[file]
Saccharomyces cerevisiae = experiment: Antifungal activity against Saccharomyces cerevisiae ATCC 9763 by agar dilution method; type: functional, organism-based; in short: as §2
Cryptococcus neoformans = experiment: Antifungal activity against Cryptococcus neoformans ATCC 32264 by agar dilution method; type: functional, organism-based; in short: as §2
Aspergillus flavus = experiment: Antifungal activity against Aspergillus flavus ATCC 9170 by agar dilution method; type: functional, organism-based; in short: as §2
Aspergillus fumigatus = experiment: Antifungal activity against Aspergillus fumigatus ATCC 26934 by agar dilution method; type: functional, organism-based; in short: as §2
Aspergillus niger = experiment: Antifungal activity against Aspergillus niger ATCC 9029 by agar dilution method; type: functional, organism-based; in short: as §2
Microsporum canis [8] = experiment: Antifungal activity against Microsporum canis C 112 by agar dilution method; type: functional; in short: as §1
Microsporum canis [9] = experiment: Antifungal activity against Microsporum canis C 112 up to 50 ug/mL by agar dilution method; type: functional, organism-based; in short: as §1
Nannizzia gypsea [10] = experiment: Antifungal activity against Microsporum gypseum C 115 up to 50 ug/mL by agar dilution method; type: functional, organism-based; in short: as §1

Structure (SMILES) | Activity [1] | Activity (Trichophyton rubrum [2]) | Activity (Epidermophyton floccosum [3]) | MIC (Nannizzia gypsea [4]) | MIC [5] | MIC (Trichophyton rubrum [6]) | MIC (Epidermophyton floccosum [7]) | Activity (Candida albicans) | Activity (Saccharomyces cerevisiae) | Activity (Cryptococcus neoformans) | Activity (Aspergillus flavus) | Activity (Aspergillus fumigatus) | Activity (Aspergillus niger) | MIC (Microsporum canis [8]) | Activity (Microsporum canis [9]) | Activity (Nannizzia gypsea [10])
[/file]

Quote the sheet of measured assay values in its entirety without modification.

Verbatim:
Saccharomyces cerevisiae = experiment: Antifungal activity against Saccharomyces cerevisiae ATCC 9763 by agar dilution method; type: functional, organism-based; in short: as §2
Cryptococcus neoformans = experiment: Antifungal activity against Cryptococcus neoformans ATCC 32264 by agar dilution method; type: functional, organism-based; in short: as §2
Aspergillus flavus = experiment: Antifungal activity against Aspergillus flavus ATCC 9170 by agar dilution method; type: functional, organism-based; in short: as §2
Aspergillus fumigatus = experiment: Antifungal activity against Aspergillus fumigatus ATCC 26934 by agar dilution method; type: functional, organism-based; in short: as §2
Aspergillus niger = experiment: Antifungal activity against Aspergillus niger ATCC 9029 by agar dilution method; type: functional, organism-based; in short: as §2
Microsporum canis [8] = experiment: Antifungal activity against Microsporum canis C 112 by agar dilution method; type: functional; in short: as §1
Microsporum canis [9] = experiment: Antifungal activity against Microsporum canis C 112 up to 50 ug/mL by agar dilution method; type: functional, organism-based; in short: as §1
Nannizzia gypsea [10] = experiment: Antifungal activity against Microsporum gypseum C 115 up to 50 ug/mL by agar dilution method; type: functional, organism-based; in short: as §1

Structure (SMILES) | Activity [1] | Activity (Trichophyton rubrum [2]) | Activity (Epidermophyton floccosum [3]) | MIC (Nannizzia gypsea [4]) | MIC [5] | MIC (Trichophyton rubrum [6]) | MIC (Epidermophyton floccosum [7]) | Activity (Candida albicans) | Activity (Saccharomyces cerevisiae) | Activity (Cryptococcus neoformans) | Activity (Aspergillus flavus) | Activity (Aspergillus fumigatus) | Activity (Aspergillus niger) | MIC (Microsporum canis [8]) | Activity (Microsporum canis [9]) | Activity (Nannizzia gypsea [10])